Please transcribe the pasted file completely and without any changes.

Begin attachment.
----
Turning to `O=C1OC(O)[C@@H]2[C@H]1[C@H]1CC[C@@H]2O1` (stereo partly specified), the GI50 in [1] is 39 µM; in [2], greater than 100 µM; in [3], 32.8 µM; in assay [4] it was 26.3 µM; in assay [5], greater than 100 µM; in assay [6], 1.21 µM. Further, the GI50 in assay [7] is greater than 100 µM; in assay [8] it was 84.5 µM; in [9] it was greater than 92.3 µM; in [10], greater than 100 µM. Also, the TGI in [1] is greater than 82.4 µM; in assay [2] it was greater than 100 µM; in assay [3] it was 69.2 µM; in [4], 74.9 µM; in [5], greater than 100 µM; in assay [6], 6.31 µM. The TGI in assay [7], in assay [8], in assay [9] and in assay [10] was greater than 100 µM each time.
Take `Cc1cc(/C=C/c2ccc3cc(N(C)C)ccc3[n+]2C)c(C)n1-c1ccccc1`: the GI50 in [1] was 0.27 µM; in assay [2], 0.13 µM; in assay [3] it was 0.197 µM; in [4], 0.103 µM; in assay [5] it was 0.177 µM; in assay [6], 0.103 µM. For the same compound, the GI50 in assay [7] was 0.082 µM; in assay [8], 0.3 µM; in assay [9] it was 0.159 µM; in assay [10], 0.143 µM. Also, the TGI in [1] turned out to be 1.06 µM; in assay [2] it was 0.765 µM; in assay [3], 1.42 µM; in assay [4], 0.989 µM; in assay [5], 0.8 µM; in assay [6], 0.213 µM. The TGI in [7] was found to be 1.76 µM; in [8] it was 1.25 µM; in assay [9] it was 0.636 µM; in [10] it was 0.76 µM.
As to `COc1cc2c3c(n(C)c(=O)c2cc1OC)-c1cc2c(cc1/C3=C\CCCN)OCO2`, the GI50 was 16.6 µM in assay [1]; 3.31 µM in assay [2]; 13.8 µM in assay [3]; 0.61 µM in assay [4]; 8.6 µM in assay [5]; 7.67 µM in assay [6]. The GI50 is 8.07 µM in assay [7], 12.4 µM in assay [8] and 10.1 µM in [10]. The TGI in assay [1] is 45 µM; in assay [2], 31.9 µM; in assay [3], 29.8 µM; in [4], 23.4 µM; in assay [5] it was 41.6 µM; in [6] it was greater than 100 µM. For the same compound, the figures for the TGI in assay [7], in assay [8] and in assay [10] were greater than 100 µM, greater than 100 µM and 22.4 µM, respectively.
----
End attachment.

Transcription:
Turning to `O=C1OC(O)[C@@H]2[C@H]1[C@H]1CC[C@@H]2O1` (stereo partly specified), the GI50 in [1] is 39 µM; in [2], greater than 100 µM; in [3], 32.8 µM; in assay [4] it was 26.3 µM; in assay [5], greater than 100 µM; in assay [6], 1.21 µM. Further, the GI50 in assay [7] is greater than 100 µM; in assay [8] it was 84.5 µM; in [9] it was greater than 92.3 µM; in [10], greater than 100 µM. Also, the TGI in [1] is greater than 82.4 µM; in assay [2] it was greater than 100 µM; in assay [3] it was 69.2 µM; in [4], 74.9 µM; in [5], greater than 100 µM; in assay [6], 6.31 µM. The TGI in assay [7], in assay [8], in assay [9] and in assay [10] was greater than 100 µM each time.
Take `Cc1cc(/C=C/c2ccc3cc(N(C)C)ccc3[n+]2C)c(C)n1-c1ccccc1`: the GI50 in [1] was 0.27 µM; in assay [2], 0.13 µM; in assay [3] it was 0.197 µM; in [4], 0.103 µM; in assay [5] it was 0.177 µM; in assay [6], 0.103 µM. For the same compound, the GI50 in assay [7] was 0.082 µM; in assay [8], 0.3 µM; in assay [9] it was 0.159 µM; in assay [10], 0.143 µM. Also, the TGI in [1] turned out to be 1.06 µM; in assay [2] it was 0.765 µM; in assay [3], 1.42 µM; in assay [4], 0.989 µM; in assay [5], 0.8 µM; in assay [6], 0.213 µM. The TGI in [7] was found to be 1.76 µM; in [8] it was 1.25 µM; in assay [9] it was 0.636 µM; in [10] it was 0.76 µM.
As to `COc1cc2c3c(n(C)c(=O)c2cc1OC)-c1cc2c(cc1/C3=C\CCCN)OCO2`, the GI50 was 16.6 µM in assay [1]; 3.31 µM in assay [2]; 13.8 µM in assay [3]; 0.61 µM in assay [4]; 8.6 µM in assay [5]; 7.67 µM in assay [6]. The GI50 is 8.07 µM in assay [7], 12.4 µM in assay [8] and 10.1 µM in [10]. The TGI in assay [1] is 45 µM; in assay [2], 31.9 µM; in assay [3], 29.8 µM; in [4], 23.4 µM; in assay [5] it was 41.6 µM; in [6] it was greater than 100 µM. For the same compound, the figures for the TGI in assay [7], in assay [8] and in assay [10] were greater than 100 µM, greater than 100 µM and 22.4 µM, respectively.